"I just screwed up," Hatch told the Star Tribune on Wednesday. "It (the e-mail) wasn't intended to blame anybody. The only person I want to blame is myself. I let people down."
In his post-election e-mail, Hatch didn't blame Dutcher by name but wrote that he "got killed" in ethanol-producing counties in the last week of the campaign. That was when Dutcher fumbled a TV reporter's question on E85, appearing to be unfamiliar with the ethanol-gasoline blend that has become vital to the state's corn farmers.
However, a Star Tribune analysis of votes shows that ethanol may not have been that much of a factor the DFLer's 1-percentage-point loss to Republican Gov. Tim Pawlenty.
In the state's 17 ethanol-producing counties, Hatch beat Pawlenty outright in four of them and fought him to a draw in two others. The analysis shows that Hatch actually did better in ethanol counties as a whole, when compared with other DFLers running statewide, than he did across the state.
For instance, he ran about even with Mark Ritchie, the victorious DFL secretary of state candidate, in the ethanol counties, but ran 3.4 percentage points behind Ritchie in the state as a whole. Similarly, Lori Swanson, a Hatch protege elected to succeed him as attorney general, ran 6.7 percentage points ahead of him in the ethanol counties, but 7.5 percentage points ahead of him statewide.
The Independence Party's Peter Hutchinson pulled between 4 and 7 percent of the vote, doing no better in the ethanol counties than he did elsewhere in the state.
Hatch may have had slight basis for assuming he would do much better in the ethanol counties than he did. With a few notable exceptions, he came within a few points of the percentages racked up by Democratic presidential candidate John Kerry in 2004, when turnout was much greater, generally an advantage for Democrats.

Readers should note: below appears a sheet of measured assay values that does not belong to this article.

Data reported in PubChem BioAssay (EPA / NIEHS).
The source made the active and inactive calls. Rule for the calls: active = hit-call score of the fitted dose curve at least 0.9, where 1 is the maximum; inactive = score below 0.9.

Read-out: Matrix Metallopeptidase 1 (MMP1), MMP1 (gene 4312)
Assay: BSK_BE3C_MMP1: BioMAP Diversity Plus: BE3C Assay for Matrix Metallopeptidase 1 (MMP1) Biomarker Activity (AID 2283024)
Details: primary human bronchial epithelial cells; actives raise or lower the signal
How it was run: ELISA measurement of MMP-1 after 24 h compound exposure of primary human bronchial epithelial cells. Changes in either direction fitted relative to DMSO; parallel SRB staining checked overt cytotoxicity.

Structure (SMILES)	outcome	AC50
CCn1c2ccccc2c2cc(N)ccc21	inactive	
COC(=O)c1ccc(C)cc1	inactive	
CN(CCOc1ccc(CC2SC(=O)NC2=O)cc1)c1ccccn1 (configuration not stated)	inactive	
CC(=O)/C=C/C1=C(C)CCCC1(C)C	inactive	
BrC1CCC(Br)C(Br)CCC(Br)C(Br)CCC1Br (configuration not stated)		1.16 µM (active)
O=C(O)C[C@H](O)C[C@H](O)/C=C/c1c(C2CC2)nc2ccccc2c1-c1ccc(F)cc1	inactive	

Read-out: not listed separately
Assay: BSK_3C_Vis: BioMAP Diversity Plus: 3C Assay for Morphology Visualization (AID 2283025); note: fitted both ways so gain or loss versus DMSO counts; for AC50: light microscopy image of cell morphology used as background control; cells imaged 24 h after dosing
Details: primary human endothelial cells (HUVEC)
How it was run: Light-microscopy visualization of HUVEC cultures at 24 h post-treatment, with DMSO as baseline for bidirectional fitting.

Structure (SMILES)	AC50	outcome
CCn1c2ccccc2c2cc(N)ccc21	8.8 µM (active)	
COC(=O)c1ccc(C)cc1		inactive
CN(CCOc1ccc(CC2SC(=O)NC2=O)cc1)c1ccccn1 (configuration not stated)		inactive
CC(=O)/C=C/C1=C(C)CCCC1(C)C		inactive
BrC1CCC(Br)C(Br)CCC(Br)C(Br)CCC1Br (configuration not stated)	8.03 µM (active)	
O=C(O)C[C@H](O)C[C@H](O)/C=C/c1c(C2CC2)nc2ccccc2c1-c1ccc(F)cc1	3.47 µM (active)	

Hatch fell short in vote-rich Hennepin and Ramsey counties, where he beat Pawlenty but underperformed a DFL ticket that swept every constitutional spot save for his.
In the e-mail, Hatch gave two other reasons for his loss: Hutchinson's better-than-expected showing in liberal DFL precincts across Minneapolis and St. Paul and well-funded Republican attack ads that reached a peak by Election Day.
But on Wednesday, Hatch acknowledged that in the final days "there were hiccups galore. A lot of things went wrong. I put my gaffe right up at the top."
His gaffe was an outburst in which he called a reporter either a "Republican whore" or "hack," a temper flash that came after punishing attacks that followed Dutcher's blunder.
In defending Dutcher, Hatch said he made matters even worse at one point by telling his attackers to quit picking on a woman.
"I was thinking, don't pick on the lieutenant governor, pick on me," he said. "But at one point I said don't pick on a woman. That was a dumb, dumb, dumb comment to make."
Ultimately, he said, that may have cost him more votes among liberals in the Twin Cities metropolitan area than his original outburst.